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Authordc.contributor.authorTrigosso-Venario, Rodrigo 
Authordc.contributor.authorLabra, Antonieta 
Authordc.contributor.authorNiemeyer, Hermann M. 
Cita de ítemdc.identifier.citationEthology, Volumen 108, Issue 12, 2018, Pages 1057-1064
Abstractdc.description.abstractFor territorial organisms, recognition of familiar individuals can reduce the frequency and intensity of aggressive encounters ('dear enemy' phenomenon), stabilize social systems, and reduce the cost of territory maintenance. Here, we investigated the behavioural events displayed during contests between familiar and unfamiliar individuals in the lizard Liolaemus tenuis (Liolaemidae), a species in which males are territorial. The behaviours recorded were attack, warning, evasion, and submission, and the latencies to the first aggressive (attack or warning) behaviour. Additionally, we assessed the ability of individuals to remember a familiar conspecific after a period without social interaction. Individual males reduced and delayed aggressive behaviour directed towards socially familiar individuals compared with unfamiliar ones. These results suggest that males distinguished between familiar and unfamiliar conspecific males and are in agreement with the 'dear enemy' phenomenon. Other be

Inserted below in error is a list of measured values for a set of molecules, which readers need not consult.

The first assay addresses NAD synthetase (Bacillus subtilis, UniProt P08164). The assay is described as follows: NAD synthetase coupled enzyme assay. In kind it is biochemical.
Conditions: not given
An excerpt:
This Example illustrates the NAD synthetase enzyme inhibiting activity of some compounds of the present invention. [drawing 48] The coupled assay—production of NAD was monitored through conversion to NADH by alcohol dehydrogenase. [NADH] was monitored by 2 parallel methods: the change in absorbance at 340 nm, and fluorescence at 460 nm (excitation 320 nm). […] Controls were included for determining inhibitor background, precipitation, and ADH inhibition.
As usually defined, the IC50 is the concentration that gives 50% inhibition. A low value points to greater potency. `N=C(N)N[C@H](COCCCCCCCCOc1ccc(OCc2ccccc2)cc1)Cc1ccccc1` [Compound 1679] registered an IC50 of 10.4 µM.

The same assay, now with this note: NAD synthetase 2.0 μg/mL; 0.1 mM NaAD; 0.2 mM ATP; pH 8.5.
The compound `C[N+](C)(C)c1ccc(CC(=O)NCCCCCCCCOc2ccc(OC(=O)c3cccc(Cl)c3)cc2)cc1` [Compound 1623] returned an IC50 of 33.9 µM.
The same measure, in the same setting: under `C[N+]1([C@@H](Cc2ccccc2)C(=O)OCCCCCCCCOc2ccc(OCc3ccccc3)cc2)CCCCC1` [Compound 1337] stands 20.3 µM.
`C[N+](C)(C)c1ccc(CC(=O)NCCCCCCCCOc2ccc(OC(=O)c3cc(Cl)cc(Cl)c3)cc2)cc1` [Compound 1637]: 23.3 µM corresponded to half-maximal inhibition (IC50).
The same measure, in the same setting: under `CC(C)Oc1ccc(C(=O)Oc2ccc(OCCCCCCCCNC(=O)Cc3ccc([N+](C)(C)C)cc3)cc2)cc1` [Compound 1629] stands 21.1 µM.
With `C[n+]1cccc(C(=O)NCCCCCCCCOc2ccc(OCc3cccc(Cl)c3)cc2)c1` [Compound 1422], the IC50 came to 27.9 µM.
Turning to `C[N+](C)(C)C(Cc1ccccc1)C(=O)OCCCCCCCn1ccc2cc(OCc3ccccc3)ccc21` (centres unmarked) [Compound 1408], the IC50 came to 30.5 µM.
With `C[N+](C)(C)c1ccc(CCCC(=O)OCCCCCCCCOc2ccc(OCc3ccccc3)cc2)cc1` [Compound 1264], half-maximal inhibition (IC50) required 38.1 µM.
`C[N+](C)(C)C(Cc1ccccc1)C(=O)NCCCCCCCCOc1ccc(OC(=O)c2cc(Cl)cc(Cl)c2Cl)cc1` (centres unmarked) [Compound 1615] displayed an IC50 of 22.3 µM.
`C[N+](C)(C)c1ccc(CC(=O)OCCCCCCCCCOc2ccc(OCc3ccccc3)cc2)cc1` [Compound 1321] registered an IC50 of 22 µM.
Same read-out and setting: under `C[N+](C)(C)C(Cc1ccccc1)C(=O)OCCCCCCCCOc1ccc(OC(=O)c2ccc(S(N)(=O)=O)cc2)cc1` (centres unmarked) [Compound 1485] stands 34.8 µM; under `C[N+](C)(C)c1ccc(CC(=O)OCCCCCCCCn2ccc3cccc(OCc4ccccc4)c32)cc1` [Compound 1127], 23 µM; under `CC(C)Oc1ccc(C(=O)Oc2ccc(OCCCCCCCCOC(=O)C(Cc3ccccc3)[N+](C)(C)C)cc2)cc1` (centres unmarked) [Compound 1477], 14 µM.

Type of licensedc.rightsAttribution-NonCommercial-NoDerivs 3.0 Chile
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Keywordsdc.subjectEcology, Evolution, Behavior and Systematics
Keywordsdc.subjectAnimal Science and Zoology
Títulodc.titleInteractions between males of the lizard Liolaemus tenuis: Roles of familiarity and memory
Document typedc.typeArtículo de revista
Indexationuchile.indexArtículo de publicación SCOPUS

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Attribution-NonCommercial-NoDerivs 3.0 Chile
Except where otherwise noted, this item's license is described as Attribution-NonCommercial-NoDerivs 3.0 Chile